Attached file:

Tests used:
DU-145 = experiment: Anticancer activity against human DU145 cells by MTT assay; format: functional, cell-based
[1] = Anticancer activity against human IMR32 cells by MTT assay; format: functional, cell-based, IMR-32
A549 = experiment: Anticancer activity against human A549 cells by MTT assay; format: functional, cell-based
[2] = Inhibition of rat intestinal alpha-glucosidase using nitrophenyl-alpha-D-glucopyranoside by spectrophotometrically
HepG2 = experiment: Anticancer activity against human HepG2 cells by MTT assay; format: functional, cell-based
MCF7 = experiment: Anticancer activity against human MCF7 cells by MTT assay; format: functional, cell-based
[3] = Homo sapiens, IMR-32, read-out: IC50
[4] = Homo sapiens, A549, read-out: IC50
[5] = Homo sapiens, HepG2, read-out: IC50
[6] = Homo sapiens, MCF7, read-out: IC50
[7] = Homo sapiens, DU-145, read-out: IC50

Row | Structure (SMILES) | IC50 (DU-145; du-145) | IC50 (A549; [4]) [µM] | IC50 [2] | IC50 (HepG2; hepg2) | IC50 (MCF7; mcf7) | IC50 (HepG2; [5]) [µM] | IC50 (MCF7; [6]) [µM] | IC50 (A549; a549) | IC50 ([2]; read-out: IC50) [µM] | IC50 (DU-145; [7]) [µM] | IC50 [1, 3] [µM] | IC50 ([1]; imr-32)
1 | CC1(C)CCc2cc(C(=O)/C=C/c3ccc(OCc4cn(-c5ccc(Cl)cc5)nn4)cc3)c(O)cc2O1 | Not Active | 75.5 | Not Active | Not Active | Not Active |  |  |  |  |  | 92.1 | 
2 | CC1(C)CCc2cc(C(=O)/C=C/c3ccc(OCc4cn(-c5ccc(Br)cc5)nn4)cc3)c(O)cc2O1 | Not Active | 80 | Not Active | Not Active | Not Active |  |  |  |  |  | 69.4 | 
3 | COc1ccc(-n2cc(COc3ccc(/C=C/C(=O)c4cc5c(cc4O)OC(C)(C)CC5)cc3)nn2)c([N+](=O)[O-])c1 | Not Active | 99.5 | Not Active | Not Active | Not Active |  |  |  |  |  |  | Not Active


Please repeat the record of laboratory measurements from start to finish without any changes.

Tests used:
DU-145 = experiment: Anticancer activity against human DU145 cells by MTT assay; format: functional, cell-based
[1] = Anticancer activity against human IMR32 cells by MTT assay; format: functional, cell-based, IMR-32
A549 = experiment: Anticancer activity against human A549 cells by MTT assay; format: functional, cell-based
[2] = Inhibition of rat intestinal alpha-glucosidase using nitrophenyl-alpha-D-glucopyranoside by spectrophotometrically
HepG2 = experiment: Anticancer activity against human HepG2 cells by MTT assay; format: functional, cell-based
MCF7 = experiment: Anticancer activity against human MCF7 cells by MTT assay; format: functional, cell-based
[3] = Homo sapiens, IMR-32, read-out: IC50
[4] = Homo sapiens, A549, read-out: IC50
[5] = Homo sapiens, HepG2, read-out: IC50
[6] = Homo sapiens, MCF7, read-out: IC50
[7] = Homo sapiens, DU-145, read-out: IC50

Row | Structure (SMILES) | IC50 (DU-145; du-145) | IC50 (A549; [4]) [µM] | IC50 [2] | IC50 (HepG2; hepg2) | IC50 (MCF7; mcf7) | IC50 (HepG2; [5]) [µM] | IC50 (MCF7; [6]) [µM] | IC50 (A549; a549) | IC50 ([2]; read-out: IC50) [µM] | IC50 (DU-145; [7]) [µM] | IC50 [1, 3] [µM] | IC50 ([1]; imr-32)
1 | CC1(C)CCc2cc(C(=O)/C=C/c3ccc(OCc4cn(-c5ccc(Cl)cc5)nn4)cc3)c(O)cc2O1 | Not Active | 75.5 | Not Active | Not Active | Not Active |  |  |  |  |  | 92.1 | 
2 | CC1(C)CCc2cc(C(=O)/C=C/c3ccc(OCc4cn(-c5ccc(Br)cc5)nn4)cc3)c(O)cc2O1 | Not Active | 80 | Not Active | Not Active | Not Active |  |  |  |  |  | 69.4 | 
3 | COc1ccc(-n2cc(COc3ccc(/C=C/C(=O)c4cc5c(cc4O)OC(C)(C)CC5)cc3)nn2)c([N+](=O)[O-])c1 | Not Active | 99.5 | Not Active | Not Active | Not Active |  |  |  |  |  |  | Not Active